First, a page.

Not Only Rule Makers Make Rules

By Al Levit

Glendale, CA (March 11, 1999) --

"What's in a name? A rose by any other name would smell as sweet."
-- William Shakespeare, Romeo and Juliet

Tom Gardner says that Dell Computer Corp. (Nasdaq: DELL) isn't a Rule Maker. I guess since Tom wrote the book that defined Rule Makers, his decision stands. Even so, Dell sure has made a lot of the PC industry rules that others are following. As I noted yesterday, Dell's direct-order method of selling computers is the industry standard. The only question that remains is how closely Dell's competitors can imitate its example.

Dell made the rules; now everyone follows along. For example, Dell has Premiere Web pages for major corporate customers. I wonder how long it will be before Dell's competitors jump on that bandwagon? In addition, Dell is now working to offer customers a chance to buy fast Web connections at the time they buy a Dell computer. No doubt, the competitors will copycat that as well.

But there's more to being a Rule Maker than setting the industry standards. In fact, a Rule Maker doesn't have to be the first-mover in product and service development. (Right Oak?) Microsoft (Nasdaq: MSFT), arguably, has never been first in anything. But woe to the first-mover company when Microsoft decides to enter the game! Seems to me that we're reading the same kind of sentiment from Dale Wettlaufer, co-manager of the Boring Portfolio, which owns Gateway (NYSE: GTW). Here are his thoughts as he considers that Dell might decide to move into the consumer end the PC business:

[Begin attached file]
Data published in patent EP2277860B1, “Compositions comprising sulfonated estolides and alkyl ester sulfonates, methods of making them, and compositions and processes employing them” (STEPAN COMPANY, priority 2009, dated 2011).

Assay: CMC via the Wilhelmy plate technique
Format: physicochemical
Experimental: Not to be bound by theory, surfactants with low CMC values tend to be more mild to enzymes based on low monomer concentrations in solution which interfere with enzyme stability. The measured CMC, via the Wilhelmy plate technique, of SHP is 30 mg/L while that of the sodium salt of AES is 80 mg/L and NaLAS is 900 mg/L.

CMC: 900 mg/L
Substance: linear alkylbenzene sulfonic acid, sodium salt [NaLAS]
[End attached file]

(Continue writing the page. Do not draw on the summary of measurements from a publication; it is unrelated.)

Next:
"Dell might turn up the heat in the consumer sector. As owners of Gateway, that's not something we want to hear. But we have heard it and we have to deal with it. Hearing [rumors] that Dell [might] open stores like Gateway Country validates our appreciation of what Gateway has done here, but it's also a bummer to hear that someone else is jumping into that space so quickly."
-- Dale Wettlaufer (Boring Report -- 2/17/99)

We got a similar thought expressed by Fool analyst Warren Gump after Dell announced it will be selling computer-related products on the Web:

"Who will the winners be [in the computer products e-tailing battle]? Most likely they will be the ones who create a strong brand name, develop a loyal customer base, provide reasonable prices, offer excellent customer service, and have deep pockets. Based on its success in achieving these characteristics in the personal computer business, Dell is likely to be a strong contender in this field as well."